Brashier and Orencia also initially plead that the defendants operated a number of hotels/motels in Missouri as a joint operation under the FLSA. Defendants’ counsel claimed that the Illinois Corporation, Quincy Property, was a “stand alone” business have nothing whatsoever to do with the other defendants and/or the Missouri businesses. Plaintiffs’ counsel disputed this second claim, pointing to the detailed pleadings which clearly supported a joint employment relationship and asked defendants’ counsel for evidence to support the claim that defendant Quincy Property is/was a “stand alone” business.

About the same time, plaintiffs’ counsel was approached by another “salaried” employee of defendants: Chad Lebow. Mr. Lebow also asked to join the case and provided an FLSA Consent to do so. Plaintiffs’ counsel received from Mr. Lebow his pay records and found that he received paychecks from a “spider’s-web” of businesses. Mr. Lebow also stated  that he performed work for each and every one of businesses in the “spider’s-web” and that each of the businesses were interlaced. Mr. Lebow’s information was further evidence which directly refuted defendants’ claim that Quincy Property was a “stand- alone” business.

The court subsequently granted the plaintiffs’ Motion and the Clerk filed the Second Amended Complaint on the Docket.  Plaintiffs repeated/re-pled the plead claims for Joint employment by the web of interlaced businesses.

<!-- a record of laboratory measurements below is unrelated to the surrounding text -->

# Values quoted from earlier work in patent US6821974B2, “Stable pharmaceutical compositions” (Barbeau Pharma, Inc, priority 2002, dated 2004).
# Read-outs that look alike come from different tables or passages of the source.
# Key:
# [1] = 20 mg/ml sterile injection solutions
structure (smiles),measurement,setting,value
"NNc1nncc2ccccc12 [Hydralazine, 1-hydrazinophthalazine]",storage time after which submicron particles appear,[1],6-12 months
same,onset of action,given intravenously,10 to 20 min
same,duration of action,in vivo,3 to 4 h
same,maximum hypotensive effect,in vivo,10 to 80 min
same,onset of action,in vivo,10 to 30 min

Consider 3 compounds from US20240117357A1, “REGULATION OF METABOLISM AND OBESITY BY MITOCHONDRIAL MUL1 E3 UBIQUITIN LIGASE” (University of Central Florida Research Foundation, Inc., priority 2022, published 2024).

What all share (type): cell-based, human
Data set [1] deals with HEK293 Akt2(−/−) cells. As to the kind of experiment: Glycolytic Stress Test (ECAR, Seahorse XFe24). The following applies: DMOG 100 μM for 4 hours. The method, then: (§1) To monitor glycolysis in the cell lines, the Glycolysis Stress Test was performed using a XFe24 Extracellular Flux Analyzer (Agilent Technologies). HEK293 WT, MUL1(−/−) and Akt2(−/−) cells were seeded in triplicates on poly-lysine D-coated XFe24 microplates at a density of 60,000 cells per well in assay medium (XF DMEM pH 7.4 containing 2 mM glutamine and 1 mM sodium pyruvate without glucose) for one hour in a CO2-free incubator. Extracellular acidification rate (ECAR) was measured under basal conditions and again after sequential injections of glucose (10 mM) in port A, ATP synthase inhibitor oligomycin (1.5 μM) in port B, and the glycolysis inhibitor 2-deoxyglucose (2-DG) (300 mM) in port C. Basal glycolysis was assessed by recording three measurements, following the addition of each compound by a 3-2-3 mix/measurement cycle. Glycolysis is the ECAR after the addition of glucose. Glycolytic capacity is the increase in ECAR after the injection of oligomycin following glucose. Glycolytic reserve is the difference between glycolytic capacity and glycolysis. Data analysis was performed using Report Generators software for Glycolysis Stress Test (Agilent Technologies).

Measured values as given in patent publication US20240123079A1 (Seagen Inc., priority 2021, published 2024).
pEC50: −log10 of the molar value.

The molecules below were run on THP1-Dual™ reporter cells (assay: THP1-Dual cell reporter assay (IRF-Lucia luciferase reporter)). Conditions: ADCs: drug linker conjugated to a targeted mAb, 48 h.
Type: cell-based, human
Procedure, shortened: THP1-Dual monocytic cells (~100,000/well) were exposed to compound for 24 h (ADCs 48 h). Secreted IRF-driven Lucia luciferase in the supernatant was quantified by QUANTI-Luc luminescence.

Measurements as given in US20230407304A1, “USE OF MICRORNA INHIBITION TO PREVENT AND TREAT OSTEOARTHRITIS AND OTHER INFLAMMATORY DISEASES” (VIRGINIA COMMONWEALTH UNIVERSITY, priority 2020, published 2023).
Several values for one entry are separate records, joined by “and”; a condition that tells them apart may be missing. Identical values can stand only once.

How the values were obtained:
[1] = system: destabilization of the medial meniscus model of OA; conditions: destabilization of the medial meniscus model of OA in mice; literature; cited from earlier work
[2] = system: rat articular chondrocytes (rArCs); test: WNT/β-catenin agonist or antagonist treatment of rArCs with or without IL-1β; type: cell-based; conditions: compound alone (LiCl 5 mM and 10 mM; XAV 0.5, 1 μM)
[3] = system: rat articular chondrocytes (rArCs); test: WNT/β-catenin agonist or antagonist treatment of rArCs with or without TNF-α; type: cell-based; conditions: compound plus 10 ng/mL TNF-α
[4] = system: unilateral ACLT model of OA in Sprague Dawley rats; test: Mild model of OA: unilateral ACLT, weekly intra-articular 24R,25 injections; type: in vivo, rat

Court rulings vary on tolling

As cited on leagle.com courts take several different approaches to equitable tolling. Some courts find that a long delay in ruling on conditional certification or other motions is an extraordinary circumstance that justifies applying equitable tolling.

Other courts recognize that equitable tolling should be granted sparingly and require strict compliance with the equitable tolling standard—diligence and extraordinary circumstances.

“In addition, these courts note that Congress clearly intended that some period of time would pass while the courts considered whether to conditionally certify a class but did not see fit to stop the statute of limitations until a potential plaintiff opted into the case— an action that often does not occur until after a class is conditionally certified and notice is sent,” leagle.com stated. 

“Still other courts find that the issue should not be addressed until after conditional class certification is granted or after the defendant challenges a plaintiff’s or opt-in party’s claim on statute of limitations grounds. These courts reason that a precertification request for equitable tolling implicates too many contingences. That is, the court may decide not to conditionally certify the class, the defendant may decide not to raise a statute of limitations defense, or individuals may not opt in to the class, in which case the court’s equitable tolling decision would likely be an advisory opinion.”